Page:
Andres Tretiakov posted this video of thermochromic liquid crystal sensor showing heat of neutralization.  

The photos below are taken from a video of this reaction, posted online.

two water drops on a dark grey background

Puddles of dilute NaOH and HCl on a liquid crystal.

 two water drops on a dark grey background with a wooden splint touching one

The puddles are pushed together with a wooden splint.

two water drops pushed together on a dark grey and where the puddles meet is a dark blue with a little red around the edges

Where the two puddles of reactants meet, the thermochromic plastic appears blue, indicating an increase in temperature.

two water drops pushed together into one big drop with a very dark blue colour where the drops connected – surrounding the blue is a rim of green, then yellow, then red rim.

The energy released in the neutralization reaction spreads; the colour changes can be seen in the underlying liquid crystals.

two water drops pushed together into one big drop with a green colour where the drops connected – surrounding the green is yellow, then red rim.

As the reaction comes to completion, there is a decrease in temperature — the colouring of thermochromic plastic appears yellow-red around the edge of the puddle.

Andres has taken this activity one step further. He makes his own liquid crystal temperature sensor — an engaging project for students. He used a plastic square plano-convex magnifying lens and laminated pouches with a black background, and different cholesteryl ester liquid crystal mixtures. By changing the ratio between these esters, the range of temperature changes — and therefore colour — can be fine-tuned. Sound difficult? University of Wisconsin-Madison has valuable online resources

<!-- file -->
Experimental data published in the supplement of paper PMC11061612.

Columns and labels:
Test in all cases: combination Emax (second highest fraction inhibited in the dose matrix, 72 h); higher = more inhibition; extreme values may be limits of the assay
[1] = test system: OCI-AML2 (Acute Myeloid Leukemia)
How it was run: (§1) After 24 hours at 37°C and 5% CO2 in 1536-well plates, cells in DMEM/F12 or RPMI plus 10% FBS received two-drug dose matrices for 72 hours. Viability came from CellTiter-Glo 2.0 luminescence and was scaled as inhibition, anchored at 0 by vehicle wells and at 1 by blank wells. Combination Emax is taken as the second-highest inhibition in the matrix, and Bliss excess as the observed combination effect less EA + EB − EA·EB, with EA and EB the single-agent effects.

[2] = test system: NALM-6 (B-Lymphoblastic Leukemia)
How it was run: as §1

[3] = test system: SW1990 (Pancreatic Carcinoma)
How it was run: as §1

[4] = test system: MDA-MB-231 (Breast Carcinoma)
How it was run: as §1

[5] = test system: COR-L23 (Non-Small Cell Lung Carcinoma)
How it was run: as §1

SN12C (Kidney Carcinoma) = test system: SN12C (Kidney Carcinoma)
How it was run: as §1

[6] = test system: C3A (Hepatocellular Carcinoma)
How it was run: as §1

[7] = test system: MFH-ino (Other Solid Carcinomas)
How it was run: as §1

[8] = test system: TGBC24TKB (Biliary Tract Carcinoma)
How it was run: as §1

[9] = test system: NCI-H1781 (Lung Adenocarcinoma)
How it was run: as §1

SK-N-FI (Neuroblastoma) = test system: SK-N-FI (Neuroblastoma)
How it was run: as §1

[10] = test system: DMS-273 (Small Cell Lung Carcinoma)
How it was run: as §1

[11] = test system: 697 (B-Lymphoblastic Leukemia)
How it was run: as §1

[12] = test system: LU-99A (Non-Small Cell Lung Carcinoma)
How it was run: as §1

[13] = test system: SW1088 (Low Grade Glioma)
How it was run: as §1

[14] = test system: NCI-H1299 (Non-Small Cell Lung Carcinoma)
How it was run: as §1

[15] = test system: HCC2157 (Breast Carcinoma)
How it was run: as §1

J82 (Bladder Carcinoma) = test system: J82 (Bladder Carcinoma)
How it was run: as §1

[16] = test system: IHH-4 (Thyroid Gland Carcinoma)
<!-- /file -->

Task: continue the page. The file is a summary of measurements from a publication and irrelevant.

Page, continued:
Andres followed these step-by-step instructions and videos and has made these liquid crystal temperature sensors with students. Students thoroughly enjoy making their own temperature sensors, and it is a nice science club activity or investigation. The procedure is simple enough. The amounts needed are very small and are applied with a paintbrush. Otherwise, the mixtures can be pre-made, and students can concentrate on designing and making the most versatile sensor. Students can be encouraged to consider possible applications of these sensors, such as embedding them in roads to warn of icy conditions.

There is a drawback — the cost of the chemicals. Luckily, the amounts are so small and these chemicals last for a long time, so sensors can be prepared again and again.

The chemicals can be bought from Sigma-Aldrich:
•    Cholesteryl oleyl carbonate, Aldrich 151157,
•    Cholesteryl pelargonate (Cholesteryl nonanoate),
•    Aldrich C78801 and
•    Cholesteryl benzoate, Aldrich C75802.

If you do not want to make the liquid crystal sensors, Educational Innovations sells Liquid Crystal Sheets. These 4 by 4” sheets come in a package of three different temperature ranges: 20-25 oC, 25-30 oC and 30-35 oC. For these reactions, it is recommended to have 20-25 oC or even 25-30 oC for the heat of neutralization. 

a bright blue square with a ice cube placed on it. There the ice is melting – liquid water it is a black colour with a red and greenish rim around the spots of black.

The puzzle prize this month is a set of assorted temperature liquid crystal sensor sheets. Photo (left) shows an ice cube melting on a liquid crystal sheet. 


  1. Consortium of Local Education Authorities for the Provision of Science Services (CLEAPSS) in a UK resource that provides teachers ideas for exciting and engaging practical activities that fire pupils' imaginations and then, unlike many other sources of ideas, goes on to show teachers and technicians in detail how to translate the ideas into safe and exciting experiments in the classroom. CLEAPSS advice and documentation is recognised by the UK Health and Safety Executive and the UK Department for Education. Much of the material is behind a subscription wall, but the Youtube channel is open source

Bob has more posted puddle ideas and videos.             [JLH]